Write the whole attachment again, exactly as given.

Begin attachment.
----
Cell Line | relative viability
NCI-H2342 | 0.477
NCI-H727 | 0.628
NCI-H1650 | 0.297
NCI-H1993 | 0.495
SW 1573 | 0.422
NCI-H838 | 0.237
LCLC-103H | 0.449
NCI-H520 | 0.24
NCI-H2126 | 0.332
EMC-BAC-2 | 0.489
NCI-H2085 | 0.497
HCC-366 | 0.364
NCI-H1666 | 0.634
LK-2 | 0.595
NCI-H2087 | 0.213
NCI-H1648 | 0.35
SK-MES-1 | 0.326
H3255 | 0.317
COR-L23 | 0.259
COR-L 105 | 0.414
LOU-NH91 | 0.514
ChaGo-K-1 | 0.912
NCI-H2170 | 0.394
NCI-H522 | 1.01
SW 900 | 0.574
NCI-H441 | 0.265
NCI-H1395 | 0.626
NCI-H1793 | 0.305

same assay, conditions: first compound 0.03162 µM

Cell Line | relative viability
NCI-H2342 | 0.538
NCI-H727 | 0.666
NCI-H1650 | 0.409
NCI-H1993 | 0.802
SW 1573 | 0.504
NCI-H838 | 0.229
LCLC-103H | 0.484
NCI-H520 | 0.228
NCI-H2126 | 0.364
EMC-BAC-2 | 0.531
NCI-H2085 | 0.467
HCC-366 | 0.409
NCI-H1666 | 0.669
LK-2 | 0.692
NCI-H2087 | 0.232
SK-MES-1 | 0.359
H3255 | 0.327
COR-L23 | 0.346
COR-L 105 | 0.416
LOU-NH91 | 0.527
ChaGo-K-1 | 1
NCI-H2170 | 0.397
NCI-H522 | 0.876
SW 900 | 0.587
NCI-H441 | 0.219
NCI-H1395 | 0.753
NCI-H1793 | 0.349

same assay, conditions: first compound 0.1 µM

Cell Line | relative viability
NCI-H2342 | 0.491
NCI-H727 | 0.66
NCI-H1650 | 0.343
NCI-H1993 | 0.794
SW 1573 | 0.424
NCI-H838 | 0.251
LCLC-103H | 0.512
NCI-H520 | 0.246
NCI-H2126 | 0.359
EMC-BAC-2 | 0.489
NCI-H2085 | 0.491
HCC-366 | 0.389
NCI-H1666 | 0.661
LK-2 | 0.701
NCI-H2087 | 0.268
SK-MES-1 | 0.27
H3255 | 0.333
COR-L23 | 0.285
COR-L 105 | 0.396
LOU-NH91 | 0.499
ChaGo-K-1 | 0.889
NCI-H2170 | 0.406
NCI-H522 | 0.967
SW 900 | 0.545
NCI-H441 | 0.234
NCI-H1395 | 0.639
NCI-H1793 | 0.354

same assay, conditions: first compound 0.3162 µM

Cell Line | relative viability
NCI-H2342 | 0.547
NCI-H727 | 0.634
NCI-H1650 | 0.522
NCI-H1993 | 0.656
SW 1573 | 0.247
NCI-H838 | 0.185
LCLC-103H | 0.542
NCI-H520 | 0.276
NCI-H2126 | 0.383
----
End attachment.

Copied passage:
Cell Line | relative viability
NCI-H2342 | 0.477
NCI-H727 | 0.628
NCI-H1650 | 0.297
NCI-H1993 | 0.495
SW 1573 | 0.422
NCI-H838 | 0.237
LCLC-103H | 0.449
NCI-H520 | 0.24
NCI-H2126 | 0.332
EMC-BAC-2 | 0.489
NCI-H2085 | 0.497
HCC-366 | 0.364
NCI-H1666 | 0.634
LK-2 | 0.595
NCI-H2087 | 0.213
NCI-H1648 | 0.35
SK-MES-1 | 0.326
H3255 | 0.317
COR-L23 | 0.259
COR-L 105 | 0.414
LOU-NH91 | 0.514
ChaGo-K-1 | 0.912
NCI-H2170 | 0.394
NCI-H522 | 1.01
SW 900 | 0.574
NCI-H441 | 0.265
NCI-H1395 | 0.626
NCI-H1793 | 0.305

same assay, conditions: first compound 0.03162 µM

Cell Line | relative viability
NCI-H2342 | 0.538
NCI-H727 | 0.666
NCI-H1650 | 0.409
NCI-H1993 | 0.802
SW 1573 | 0.504
NCI-H838 | 0.229
LCLC-103H | 0.484
NCI-H520 | 0.228
NCI-H2126 | 0.364
EMC-BAC-2 | 0.531
NCI-H2085 | 0.467
HCC-366 | 0.409
NCI-H1666 | 0.669
LK-2 | 0.692
NCI-H2087 | 0.232
SK-MES-1 | 0.359
H3255 | 0.327
COR-L23 | 0.346
COR-L 105 | 0.416
LOU-NH91 | 0.527
ChaGo-K-1 | 1
NCI-H2170 | 0.397
NCI-H522 | 0.876
SW 900 | 0.587
NCI-H441 | 0.219
NCI-H1395 | 0.753
NCI-H1793 | 0.349

same assay, conditions: first compound 0.1 µM

Cell Line | relative viability
NCI-H2342 | 0.491
NCI-H727 | 0.66
NCI-H1650 | 0.343
NCI-H1993 | 0.794
SW 1573 | 0.424
NCI-H838 | 0.251
LCLC-103H | 0.512
NCI-H520 | 0.246
NCI-H2126 | 0.359
EMC-BAC-2 | 0.489
NCI-H2085 | 0.491
HCC-366 | 0.389
NCI-H1666 | 0.661
LK-2 | 0.701
NCI-H2087 | 0.268
SK-MES-1 | 0.27
H3255 | 0.333
COR-L23 | 0.285
COR-L 105 | 0.396
LOU-NH91 | 0.499
ChaGo-K-1 | 0.889
NCI-H2170 | 0.406
NCI-H522 | 0.967
SW 900 | 0.545
NCI-H441 | 0.234
NCI-H1395 | 0.639
NCI-H1793 | 0.354

same assay, conditions: first compound 0.3162 µM

Cell Line | relative viability
NCI-H2342 | 0.547
NCI-H727 | 0.634
NCI-H1650 | 0.522
NCI-H1993 | 0.656
SW 1573 | 0.247
NCI-H838 | 0.185
LCLC-103H | 0.542
NCI-H520 | 0.276
NCI-H2126 | 0.383